Millions of foreign tourists hit SA’s shores every year, many of which descend in December for the festive season. But more people mean there is more at stake for businesses. With this in mind, Santam offers some top tips for companies on how to mitigate peak-season risks.
Shehnaz Somers, Head of Commercial Underwriting at Santam, says: “Fires and special perils, deterioration of stock, business interruption, workplace accidents and equipment breakdowns are some of the big risks, but our stats show that the most common commercial insurance claims are for vehicle collisions. Past trends indicate that our road accident claims generally increase during the December holidays.”
It is therefore imperative that businesses have adequate insurance for expensive assets like a vehicle or building. It’s not just to cover you for the cost of repairing or replacing the asset, but also the resulting expenses when the asset is not fully operational for a potentially long period.
Here are some of the biggest risks and what businesses can do to mitigate them:
- Liability: If someone trips and breaks an ankle at your guesthouse, or ten people get food poisoning at your restaurant, it’s not just that you could be held liable – the reputation of your business could also be at stake. Therefore, make sure that your liability cover is adequate and up to date. Also take smart steps to proactively reduce risk, for example: Put up a safety sign warning people of upcoming steps in your B & B, or, if you own a restaurant, list every ingredient of each dish to make patrons aware of certain allergens.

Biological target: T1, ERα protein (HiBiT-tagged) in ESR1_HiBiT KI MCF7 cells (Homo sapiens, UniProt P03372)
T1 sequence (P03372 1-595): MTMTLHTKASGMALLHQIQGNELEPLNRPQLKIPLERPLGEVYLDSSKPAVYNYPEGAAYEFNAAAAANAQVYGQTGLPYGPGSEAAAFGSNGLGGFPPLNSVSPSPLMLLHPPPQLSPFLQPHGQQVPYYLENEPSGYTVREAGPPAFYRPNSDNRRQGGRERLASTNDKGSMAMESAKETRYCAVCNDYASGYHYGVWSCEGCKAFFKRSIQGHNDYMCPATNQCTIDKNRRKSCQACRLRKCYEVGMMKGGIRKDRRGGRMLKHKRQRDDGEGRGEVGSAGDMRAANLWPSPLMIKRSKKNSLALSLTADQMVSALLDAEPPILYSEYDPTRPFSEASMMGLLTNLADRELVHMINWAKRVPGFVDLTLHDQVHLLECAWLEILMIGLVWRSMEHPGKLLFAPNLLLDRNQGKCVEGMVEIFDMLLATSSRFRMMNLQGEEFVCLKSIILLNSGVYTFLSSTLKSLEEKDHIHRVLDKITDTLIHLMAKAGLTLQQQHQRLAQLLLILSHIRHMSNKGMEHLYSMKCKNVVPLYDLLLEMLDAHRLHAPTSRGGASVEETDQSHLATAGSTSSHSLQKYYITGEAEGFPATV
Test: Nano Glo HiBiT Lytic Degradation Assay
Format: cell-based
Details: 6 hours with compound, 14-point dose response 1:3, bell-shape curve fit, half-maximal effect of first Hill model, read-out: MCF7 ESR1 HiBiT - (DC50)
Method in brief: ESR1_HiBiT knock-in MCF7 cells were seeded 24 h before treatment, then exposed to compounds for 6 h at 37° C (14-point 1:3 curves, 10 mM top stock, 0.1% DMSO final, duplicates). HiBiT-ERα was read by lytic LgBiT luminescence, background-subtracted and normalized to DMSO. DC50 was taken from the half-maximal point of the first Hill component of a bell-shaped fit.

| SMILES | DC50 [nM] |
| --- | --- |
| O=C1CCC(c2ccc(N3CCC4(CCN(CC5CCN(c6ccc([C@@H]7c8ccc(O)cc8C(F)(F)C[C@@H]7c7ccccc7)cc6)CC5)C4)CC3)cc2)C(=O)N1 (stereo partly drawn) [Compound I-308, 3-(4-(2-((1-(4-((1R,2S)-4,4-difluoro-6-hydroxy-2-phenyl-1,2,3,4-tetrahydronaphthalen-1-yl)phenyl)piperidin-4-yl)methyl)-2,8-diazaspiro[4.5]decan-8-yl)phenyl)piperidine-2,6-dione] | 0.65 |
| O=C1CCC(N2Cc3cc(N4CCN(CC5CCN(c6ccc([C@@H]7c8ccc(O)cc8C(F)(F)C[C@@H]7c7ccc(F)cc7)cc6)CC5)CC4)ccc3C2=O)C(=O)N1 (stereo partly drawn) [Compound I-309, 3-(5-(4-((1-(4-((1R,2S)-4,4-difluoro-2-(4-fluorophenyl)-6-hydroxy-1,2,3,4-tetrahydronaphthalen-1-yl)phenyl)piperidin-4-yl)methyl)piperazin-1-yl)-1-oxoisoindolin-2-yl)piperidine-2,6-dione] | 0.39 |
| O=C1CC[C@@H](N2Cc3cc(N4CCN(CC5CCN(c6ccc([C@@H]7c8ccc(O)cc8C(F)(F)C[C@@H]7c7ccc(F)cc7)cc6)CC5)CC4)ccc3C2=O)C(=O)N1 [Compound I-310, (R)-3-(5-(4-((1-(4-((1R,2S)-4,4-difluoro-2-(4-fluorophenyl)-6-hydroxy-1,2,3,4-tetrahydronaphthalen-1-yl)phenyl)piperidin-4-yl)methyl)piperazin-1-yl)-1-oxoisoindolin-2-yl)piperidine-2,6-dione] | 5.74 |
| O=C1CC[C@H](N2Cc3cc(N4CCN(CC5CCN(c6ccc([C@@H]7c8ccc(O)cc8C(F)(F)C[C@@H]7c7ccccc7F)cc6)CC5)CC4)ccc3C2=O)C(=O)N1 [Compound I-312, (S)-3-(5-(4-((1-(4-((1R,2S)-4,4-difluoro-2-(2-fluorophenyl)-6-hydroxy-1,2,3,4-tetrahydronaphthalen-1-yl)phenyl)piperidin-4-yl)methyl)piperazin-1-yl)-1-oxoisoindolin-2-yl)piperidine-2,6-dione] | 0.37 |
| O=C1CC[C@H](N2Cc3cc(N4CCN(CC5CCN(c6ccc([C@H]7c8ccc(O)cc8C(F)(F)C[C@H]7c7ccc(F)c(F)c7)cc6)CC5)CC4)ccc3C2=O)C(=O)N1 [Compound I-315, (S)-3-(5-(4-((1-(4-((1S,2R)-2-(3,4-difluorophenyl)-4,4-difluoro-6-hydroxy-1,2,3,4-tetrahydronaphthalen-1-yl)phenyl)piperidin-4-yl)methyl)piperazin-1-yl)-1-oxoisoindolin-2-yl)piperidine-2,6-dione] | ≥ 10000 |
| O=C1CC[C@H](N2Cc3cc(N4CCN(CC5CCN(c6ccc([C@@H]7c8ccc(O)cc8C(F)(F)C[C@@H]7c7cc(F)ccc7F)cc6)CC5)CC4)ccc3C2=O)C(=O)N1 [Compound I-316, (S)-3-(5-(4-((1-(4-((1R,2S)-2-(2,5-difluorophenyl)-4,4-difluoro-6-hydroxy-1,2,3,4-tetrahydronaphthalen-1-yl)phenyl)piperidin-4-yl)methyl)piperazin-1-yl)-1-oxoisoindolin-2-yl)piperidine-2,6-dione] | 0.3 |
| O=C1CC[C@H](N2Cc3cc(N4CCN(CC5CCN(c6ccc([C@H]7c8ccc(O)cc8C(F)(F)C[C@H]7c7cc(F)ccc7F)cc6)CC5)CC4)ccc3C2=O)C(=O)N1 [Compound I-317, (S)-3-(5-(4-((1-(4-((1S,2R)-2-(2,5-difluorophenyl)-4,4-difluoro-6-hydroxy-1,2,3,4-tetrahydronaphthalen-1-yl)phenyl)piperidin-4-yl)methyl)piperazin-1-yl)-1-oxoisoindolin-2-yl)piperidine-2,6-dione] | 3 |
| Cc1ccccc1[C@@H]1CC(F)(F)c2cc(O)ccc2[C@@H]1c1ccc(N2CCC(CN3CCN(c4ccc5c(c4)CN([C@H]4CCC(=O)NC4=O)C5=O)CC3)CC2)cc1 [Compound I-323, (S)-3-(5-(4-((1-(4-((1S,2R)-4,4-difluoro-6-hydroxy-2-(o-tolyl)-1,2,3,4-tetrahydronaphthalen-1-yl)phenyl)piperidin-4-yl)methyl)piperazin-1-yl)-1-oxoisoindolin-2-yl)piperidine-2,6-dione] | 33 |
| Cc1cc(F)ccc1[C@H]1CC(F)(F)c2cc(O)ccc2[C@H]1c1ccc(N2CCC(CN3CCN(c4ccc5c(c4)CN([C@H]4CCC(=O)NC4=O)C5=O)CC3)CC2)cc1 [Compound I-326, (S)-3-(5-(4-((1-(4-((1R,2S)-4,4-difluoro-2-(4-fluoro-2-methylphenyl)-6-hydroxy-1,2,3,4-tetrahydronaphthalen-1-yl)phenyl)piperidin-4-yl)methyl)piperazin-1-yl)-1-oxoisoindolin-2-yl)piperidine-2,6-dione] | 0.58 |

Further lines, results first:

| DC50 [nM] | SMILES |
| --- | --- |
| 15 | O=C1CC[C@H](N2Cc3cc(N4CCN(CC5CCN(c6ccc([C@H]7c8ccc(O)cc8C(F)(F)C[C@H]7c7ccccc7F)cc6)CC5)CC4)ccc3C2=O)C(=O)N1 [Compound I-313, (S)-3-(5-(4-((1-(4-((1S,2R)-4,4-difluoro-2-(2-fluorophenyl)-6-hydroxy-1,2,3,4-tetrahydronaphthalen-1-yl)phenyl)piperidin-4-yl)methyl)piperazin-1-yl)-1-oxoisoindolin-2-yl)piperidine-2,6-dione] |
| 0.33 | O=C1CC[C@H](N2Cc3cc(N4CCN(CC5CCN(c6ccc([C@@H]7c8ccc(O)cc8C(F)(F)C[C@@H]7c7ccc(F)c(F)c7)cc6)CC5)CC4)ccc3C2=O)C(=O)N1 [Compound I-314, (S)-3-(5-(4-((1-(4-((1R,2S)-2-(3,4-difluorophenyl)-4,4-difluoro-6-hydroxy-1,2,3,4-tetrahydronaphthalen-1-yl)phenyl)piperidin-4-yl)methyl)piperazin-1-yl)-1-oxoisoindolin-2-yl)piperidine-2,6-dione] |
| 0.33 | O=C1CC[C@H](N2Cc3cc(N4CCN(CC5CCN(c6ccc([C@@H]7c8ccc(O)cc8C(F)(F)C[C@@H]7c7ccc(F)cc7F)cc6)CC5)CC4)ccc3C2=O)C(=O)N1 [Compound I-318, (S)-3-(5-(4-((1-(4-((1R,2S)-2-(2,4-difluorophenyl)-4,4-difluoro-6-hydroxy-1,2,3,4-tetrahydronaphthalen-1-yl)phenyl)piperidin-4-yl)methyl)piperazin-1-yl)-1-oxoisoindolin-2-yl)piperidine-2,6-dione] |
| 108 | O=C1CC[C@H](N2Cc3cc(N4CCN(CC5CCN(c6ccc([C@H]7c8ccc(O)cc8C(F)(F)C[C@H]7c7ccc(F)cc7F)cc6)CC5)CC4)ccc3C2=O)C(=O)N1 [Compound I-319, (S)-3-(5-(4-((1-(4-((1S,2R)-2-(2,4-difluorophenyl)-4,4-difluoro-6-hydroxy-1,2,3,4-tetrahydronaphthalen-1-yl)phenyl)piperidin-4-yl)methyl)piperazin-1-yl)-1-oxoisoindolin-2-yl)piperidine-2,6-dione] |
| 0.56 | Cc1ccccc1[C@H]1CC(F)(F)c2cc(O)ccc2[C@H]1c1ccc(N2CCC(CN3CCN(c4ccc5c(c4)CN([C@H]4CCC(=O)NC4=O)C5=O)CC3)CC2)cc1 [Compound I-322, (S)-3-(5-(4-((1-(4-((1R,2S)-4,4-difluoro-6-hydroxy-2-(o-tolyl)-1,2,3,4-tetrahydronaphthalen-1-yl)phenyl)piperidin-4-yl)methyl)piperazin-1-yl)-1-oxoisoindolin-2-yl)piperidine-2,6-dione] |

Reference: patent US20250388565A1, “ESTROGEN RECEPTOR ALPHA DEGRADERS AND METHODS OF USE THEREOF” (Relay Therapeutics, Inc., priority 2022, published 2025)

- Business interruption: The impact of business interruption is consistently underestimated, often to the detriment of the business. If, for example, an electrical fault causes a fire, or the elevator breaks, your business could be rendered non-operational during the busiest time of the year. Think of how much profit you’d potentially miss out on. Make sure you have adequate business interruption cover in place, and choose the correct extensions for the type of business you run.
- Equipment breakdown: For some businesses, the holiday season is often their busiest, putting a strain on certain equipment that makes them more at risk of failure. Ensure that essential equipment is serviced well in advance and well-maintained, and have a plan B in place, like a backup machine on standby. Also make sure your insurance includes machinery breakdown cover.
- Workplace accidents: In the festive season with its long hours, constant coming and going of people and crazy deadlines, workplace accidents often increase. Avoid these by regularly reinforcing safety protocols with your team. Remind them not to cut corners, and get new employees quickly up to speed with all business processes that help injury avoidance. Also check that you have enough business interruption insurance to help protect your profit should an accident cause the closing of your doors.
- Bad weather: South Africa had more than its fair share of fires, floods and hailstorms in recent years. It’s therefore imperative to know what kind of conditions your business is most exposed to, and then plan accordingly, for example: If you know there’s a risk of rain and hail, clean the gutters, replace broken roof tiles, and store goods that could experience water damage on pallets. Also try to plan orders and deliveries according to the weather forecast, especially if heavy rain is predicted.
To prevent fire risks, check all your electronics and electrical installations, service your firefighting equipment, and remove any waste from the premises.
- Cybercrime: Phishing seems to increase over the festive season, so ensure your team is hypervigilant. Hold regular info sessions so that your employees are well-informed about the latest scams, especially spear phishing – highly targeted and personalised emails that usually request the instant transfer of company funds.
As cybercrime scams get more sophisticated, it’s increasingly hard to spot some of them. Keep a close eye on all transactions on the company credit card, and be sure to ask staff never to click a link in any email. Also make sure you have adequate cybercrime insurance in place.